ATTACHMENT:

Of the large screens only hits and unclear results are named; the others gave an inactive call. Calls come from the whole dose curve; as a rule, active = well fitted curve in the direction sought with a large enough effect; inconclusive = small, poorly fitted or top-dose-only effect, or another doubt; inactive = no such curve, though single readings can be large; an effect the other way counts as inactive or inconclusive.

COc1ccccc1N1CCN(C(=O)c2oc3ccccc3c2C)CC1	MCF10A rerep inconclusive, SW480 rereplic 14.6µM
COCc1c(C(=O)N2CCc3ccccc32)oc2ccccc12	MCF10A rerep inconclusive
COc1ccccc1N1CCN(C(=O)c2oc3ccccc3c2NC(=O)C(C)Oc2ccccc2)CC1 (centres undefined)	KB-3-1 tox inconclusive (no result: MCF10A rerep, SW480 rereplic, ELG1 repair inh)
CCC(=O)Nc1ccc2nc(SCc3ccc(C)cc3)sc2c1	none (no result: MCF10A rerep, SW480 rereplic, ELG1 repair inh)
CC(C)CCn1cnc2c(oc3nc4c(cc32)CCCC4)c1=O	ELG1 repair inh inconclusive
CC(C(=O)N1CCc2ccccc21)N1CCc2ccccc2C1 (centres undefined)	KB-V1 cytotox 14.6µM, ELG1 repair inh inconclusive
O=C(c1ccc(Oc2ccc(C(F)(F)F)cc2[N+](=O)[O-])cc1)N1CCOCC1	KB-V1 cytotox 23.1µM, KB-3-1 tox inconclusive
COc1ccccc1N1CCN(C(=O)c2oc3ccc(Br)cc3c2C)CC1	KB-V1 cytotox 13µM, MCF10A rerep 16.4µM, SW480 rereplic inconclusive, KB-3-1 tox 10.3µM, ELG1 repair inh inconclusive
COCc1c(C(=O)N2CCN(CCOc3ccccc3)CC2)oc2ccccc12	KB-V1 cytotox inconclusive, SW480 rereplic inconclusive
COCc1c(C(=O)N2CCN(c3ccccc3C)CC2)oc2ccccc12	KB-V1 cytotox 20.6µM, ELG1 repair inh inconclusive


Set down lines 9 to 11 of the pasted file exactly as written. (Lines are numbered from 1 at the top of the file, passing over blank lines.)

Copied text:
COc1ccccc1N1CCN(C(=O)c2oc3ccc(Br)cc3c2C)CC1	KB-V1 cytotox 13µM, MCF10A rerep 16.4µM, SW480 rereplic inconclusive, KB-3-1 tox 10.3µM, ELG1 repair inh inconclusive
COCc1c(C(=O)N2CCN(CCOc3ccccc3)CC2)oc2ccccc12	KB-V1 cytotox inconclusive, SW480 rereplic inconclusive
COCc1c(C(=O)N2CCN(c3ccccc3C)CC2)oc2ccccc12	KB-V1 cytotox 20.6µM, ELG1 repair inh inconclusive